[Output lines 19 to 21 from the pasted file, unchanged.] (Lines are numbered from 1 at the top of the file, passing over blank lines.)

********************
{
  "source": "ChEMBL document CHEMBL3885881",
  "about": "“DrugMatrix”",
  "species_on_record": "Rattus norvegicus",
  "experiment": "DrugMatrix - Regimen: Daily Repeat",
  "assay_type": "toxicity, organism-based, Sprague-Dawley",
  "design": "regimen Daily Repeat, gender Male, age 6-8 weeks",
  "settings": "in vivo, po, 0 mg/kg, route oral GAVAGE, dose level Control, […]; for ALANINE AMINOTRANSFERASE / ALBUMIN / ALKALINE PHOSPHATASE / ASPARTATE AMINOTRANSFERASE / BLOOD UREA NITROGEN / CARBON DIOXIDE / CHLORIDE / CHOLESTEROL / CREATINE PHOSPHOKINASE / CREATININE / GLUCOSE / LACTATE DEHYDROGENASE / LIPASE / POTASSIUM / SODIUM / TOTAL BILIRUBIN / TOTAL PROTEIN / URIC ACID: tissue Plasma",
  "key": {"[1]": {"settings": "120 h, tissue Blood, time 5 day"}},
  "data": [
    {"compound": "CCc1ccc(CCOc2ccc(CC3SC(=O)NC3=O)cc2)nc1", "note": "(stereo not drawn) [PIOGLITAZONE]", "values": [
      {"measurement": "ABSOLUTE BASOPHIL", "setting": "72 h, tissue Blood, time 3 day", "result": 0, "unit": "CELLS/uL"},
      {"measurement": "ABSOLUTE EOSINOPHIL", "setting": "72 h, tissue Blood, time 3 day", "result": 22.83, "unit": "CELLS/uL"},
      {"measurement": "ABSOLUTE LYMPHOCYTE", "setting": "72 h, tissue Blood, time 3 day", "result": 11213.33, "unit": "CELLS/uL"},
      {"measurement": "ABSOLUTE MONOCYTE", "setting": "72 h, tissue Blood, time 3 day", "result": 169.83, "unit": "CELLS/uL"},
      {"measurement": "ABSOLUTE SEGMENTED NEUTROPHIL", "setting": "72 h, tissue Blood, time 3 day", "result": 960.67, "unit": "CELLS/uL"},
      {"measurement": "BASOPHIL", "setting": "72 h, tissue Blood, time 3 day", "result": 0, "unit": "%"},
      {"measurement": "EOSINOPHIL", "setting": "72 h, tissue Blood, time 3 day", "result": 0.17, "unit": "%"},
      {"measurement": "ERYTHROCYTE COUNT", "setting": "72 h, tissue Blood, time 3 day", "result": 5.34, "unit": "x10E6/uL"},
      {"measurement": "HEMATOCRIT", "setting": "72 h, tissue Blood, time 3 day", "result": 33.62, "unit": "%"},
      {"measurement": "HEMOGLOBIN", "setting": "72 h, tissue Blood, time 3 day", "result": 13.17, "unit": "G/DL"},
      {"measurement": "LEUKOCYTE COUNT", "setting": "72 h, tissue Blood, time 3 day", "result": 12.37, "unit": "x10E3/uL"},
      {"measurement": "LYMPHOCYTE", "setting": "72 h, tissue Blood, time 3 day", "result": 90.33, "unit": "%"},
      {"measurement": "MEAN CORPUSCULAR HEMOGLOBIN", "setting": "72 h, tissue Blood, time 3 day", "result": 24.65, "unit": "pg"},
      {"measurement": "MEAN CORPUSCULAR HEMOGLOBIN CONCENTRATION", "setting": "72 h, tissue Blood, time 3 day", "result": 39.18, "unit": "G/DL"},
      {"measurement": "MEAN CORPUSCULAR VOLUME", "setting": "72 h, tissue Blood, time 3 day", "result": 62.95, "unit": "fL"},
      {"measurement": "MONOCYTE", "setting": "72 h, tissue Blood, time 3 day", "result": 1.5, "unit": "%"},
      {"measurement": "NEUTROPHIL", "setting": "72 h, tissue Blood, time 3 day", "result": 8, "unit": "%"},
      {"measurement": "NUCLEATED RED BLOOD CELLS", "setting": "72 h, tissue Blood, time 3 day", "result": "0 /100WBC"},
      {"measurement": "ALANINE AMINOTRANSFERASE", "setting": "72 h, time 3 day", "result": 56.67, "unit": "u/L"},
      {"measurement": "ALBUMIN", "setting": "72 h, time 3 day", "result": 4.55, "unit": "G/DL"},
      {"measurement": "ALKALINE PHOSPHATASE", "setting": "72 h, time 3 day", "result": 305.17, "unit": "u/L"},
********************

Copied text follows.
      {"measurement": "ERYTHROCYTE COUNT", "setting": "72 h, tissue Blood, time 3 day", "result": 5.34, "unit": "x10E6/uL"},
      {"measurement": "HEMATOCRIT", "setting": "72 h, tissue Blood, time 3 day", "result": 33.62, "unit": "%"},
      {"measurement": "HEMOGLOBIN", "setting": "72 h, tissue Blood, time 3 day", "result": 13.17, "unit": "G/DL"},